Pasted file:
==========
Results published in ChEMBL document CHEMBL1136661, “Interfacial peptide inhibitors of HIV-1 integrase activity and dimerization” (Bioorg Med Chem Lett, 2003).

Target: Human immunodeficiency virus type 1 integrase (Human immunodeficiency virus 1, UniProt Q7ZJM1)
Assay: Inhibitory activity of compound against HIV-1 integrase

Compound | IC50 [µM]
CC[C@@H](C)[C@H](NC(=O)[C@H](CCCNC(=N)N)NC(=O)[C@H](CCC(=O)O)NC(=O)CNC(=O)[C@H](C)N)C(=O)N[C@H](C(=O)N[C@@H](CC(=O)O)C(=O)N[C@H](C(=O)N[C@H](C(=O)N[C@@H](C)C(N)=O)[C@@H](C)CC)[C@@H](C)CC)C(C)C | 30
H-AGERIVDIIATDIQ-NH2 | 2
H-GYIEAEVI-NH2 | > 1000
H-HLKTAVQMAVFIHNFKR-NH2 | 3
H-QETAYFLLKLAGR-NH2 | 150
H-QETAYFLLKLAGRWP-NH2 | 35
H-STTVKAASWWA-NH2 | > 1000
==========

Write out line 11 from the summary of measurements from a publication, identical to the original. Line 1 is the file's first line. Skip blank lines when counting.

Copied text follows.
H-STTVKAASWWA-NH2 | > 1000